Norwegian Ferry Operator Orders Zero-Emission Vessels

Norwegian ferry operator Boreal Sjö has ordered two zero-emission battery powered ferries to help move the country further towards sustainable shipping.

The Finnish manufacturing company Wärtsilä Marine was awarded a contract to design and build two zero-emission battery powered ferries for Boreal Sjö that will be built at the Holland Shipyards in the Netherlands.

The two vessel designs have been made to be similar, but not identical. The first design is for a 30m long vessel capable of carrying ten cars and 100 passengers, whereas the second ferry is going to be 50m long, with the capability to carry 35 cars and 149 passengers, including crew.

Each ferry will supply batteries, thruster motors, battery charging equipment, back-up generators and various other electrical systems, with the design incorporating full optimization of electrical consumption. The equipment is scheduled to arrive at the Holland Shipyards in early 2021, and the ferries are expected to be built for autumn the same year.

René Zuidam, account manager for Wärtsilä, said: “This project is an excellent example of Wärtsilä’s expensive capabilities in delivering optimal design and integrated equipment solutions. These battery-powered ferries represent the future in environmental sustainability, and their design is the result of the years of R&D that Wärtsilä has invested in smart marine solutions to lower the carbon footprint of shipping.”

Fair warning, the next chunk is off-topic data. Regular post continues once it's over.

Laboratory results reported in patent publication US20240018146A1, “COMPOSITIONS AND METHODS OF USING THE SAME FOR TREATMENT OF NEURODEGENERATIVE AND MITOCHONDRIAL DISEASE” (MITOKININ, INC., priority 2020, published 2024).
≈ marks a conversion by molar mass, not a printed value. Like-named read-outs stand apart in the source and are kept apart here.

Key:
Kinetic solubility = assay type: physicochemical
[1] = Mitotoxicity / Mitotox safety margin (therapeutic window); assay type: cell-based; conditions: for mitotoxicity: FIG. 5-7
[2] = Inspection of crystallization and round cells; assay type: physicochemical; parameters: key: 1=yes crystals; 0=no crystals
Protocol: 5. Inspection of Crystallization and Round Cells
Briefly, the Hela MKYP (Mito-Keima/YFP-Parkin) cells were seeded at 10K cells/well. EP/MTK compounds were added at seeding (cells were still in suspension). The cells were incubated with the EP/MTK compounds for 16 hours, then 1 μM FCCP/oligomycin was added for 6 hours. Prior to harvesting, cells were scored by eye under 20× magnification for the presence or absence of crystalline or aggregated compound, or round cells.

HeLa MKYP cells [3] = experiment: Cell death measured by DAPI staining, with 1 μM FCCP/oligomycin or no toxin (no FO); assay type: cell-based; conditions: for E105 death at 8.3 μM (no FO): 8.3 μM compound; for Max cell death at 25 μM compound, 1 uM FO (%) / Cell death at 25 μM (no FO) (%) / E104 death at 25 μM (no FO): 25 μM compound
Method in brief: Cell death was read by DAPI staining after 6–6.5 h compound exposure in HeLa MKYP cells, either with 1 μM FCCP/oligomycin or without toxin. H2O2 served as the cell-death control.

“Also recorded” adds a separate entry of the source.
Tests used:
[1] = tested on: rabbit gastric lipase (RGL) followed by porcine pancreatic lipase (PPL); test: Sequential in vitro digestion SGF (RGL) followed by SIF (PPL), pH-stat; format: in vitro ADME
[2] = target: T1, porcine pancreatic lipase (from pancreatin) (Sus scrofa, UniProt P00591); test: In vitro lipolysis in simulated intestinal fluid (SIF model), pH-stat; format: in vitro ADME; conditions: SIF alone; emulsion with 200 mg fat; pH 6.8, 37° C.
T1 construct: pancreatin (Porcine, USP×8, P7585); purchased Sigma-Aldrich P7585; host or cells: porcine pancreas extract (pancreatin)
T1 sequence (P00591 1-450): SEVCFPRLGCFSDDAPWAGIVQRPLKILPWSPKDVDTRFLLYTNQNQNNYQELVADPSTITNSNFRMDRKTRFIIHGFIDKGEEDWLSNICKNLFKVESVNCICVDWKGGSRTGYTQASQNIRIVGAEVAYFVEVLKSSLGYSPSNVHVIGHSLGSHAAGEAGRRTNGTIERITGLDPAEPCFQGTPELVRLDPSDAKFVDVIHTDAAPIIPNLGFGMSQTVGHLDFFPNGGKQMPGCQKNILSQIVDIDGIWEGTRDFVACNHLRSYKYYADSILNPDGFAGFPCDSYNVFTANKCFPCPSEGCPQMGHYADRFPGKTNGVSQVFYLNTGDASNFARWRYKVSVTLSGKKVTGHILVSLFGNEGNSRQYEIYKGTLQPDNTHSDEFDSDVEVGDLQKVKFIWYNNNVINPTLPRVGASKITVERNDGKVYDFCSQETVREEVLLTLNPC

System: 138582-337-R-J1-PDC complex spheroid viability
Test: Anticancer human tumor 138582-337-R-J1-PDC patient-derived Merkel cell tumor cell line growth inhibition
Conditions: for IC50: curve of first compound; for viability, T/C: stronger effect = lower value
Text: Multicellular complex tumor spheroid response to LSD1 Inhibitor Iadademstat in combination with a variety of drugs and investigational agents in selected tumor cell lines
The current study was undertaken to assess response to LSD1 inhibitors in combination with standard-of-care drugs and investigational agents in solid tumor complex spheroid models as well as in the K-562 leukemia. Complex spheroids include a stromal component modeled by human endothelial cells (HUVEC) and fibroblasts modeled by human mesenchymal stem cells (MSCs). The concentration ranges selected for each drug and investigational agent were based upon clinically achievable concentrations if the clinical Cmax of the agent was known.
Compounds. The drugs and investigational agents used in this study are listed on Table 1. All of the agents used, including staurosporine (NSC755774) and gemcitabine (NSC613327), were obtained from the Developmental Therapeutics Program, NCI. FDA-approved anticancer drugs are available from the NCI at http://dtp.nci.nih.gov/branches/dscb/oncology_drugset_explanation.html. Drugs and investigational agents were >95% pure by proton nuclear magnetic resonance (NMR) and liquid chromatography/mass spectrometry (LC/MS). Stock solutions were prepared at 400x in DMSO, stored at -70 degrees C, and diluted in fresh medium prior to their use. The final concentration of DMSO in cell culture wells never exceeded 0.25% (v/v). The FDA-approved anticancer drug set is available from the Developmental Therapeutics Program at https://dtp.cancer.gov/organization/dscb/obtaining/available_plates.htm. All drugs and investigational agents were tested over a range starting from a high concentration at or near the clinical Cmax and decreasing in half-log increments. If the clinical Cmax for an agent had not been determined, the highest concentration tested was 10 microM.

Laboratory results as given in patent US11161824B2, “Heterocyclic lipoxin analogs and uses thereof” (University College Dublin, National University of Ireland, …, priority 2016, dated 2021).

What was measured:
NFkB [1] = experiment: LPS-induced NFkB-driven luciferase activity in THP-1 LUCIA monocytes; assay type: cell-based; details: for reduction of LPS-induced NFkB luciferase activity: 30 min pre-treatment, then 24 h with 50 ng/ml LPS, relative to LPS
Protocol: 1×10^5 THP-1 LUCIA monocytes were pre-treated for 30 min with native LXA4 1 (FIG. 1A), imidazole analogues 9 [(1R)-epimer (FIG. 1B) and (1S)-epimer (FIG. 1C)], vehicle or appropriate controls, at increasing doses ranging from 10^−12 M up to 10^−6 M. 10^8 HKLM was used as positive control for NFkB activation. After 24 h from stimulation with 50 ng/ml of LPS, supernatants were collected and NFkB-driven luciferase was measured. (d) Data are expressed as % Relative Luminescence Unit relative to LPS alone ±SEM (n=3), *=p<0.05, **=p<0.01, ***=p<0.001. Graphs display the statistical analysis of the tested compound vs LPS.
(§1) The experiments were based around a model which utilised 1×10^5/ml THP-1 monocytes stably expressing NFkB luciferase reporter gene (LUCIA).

Boreal Sjö offers passenger and cruise services, with ferries serving Launes, Kvellandstrand, Abelnes and Andabeløy.

Still, Boreal Sjö is not the only Norwegian ferry operator thinking about sustainability and environmental protection.

Norwegian ship company, Norled, made history back in 2014 after the debut of its car ferry the MV Ampere, the world’s first car ferry to run on battery electric. This environmentally-friendly ferry currently operates between Lavik and Oppedal in Norway.

The Norwegian Public Roads Administration plans to have all ferries run on pure electric propulsion by 2030, and many shipowners have taken up this challenge and started ordering their own zero-emission ships.

Moreover, the Norwegian Shipowners’ Association has agreed to commit to an ambitious plan that will see the entire Norwegian fleet become carbon-neutral by 2050. Its main goals include cutting greenhouse gas emissions by 50%, only ordering ferries with zero emissions from 2030, achieving climate neutrality by 2050, and banning fuels that are not climate neutral by 2050.

They are hopeful that by 2022, there will be so many electric ferries operating in Norway that the annual emission scale will be cut drastically, leading to a healthier future for ocean life.